Food Sovereignty and Autonomous Local Systems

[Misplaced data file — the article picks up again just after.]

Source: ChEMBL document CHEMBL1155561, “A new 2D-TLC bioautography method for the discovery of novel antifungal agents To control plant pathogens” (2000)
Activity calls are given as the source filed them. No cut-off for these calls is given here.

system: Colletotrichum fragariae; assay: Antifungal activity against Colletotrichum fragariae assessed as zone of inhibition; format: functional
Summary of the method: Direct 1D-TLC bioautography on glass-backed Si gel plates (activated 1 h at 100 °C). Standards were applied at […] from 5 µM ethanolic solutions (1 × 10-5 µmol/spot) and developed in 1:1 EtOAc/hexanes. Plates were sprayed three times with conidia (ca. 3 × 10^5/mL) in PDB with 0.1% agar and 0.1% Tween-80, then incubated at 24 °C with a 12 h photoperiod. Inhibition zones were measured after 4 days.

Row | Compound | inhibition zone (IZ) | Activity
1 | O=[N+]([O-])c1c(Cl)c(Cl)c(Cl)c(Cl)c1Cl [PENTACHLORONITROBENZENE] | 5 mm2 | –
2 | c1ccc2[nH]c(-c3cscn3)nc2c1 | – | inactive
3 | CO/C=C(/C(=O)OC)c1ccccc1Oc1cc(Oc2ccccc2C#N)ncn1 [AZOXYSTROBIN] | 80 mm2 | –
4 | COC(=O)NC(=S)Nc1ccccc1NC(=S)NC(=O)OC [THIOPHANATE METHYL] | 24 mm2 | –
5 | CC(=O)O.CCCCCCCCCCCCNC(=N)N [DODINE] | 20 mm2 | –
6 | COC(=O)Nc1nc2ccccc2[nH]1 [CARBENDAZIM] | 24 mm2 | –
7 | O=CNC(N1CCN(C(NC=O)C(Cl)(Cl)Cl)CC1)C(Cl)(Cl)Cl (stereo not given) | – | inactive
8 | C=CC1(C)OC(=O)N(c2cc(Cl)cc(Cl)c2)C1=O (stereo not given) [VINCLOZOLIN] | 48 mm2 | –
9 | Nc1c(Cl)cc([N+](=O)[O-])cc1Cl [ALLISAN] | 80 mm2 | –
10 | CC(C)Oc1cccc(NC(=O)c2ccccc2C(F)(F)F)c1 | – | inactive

Short food chains not only create a sense of community and of “living together” by building trust and social bonds, they also generate jobs and strengthen local economies. Yet despite these social and economic benefits, local food systems are threatened by transnational corporations gaining monopoly control over different links of the food chain and the modernist development agenda that encourages jobs in sectors other than food production. In this article, Michel Pimbert makes the case for the food sovereignty movement, a movement that emerged as a reaction to these two threats and aims to relocalize and regenerate autonomous food systems—with, for, and by citizens.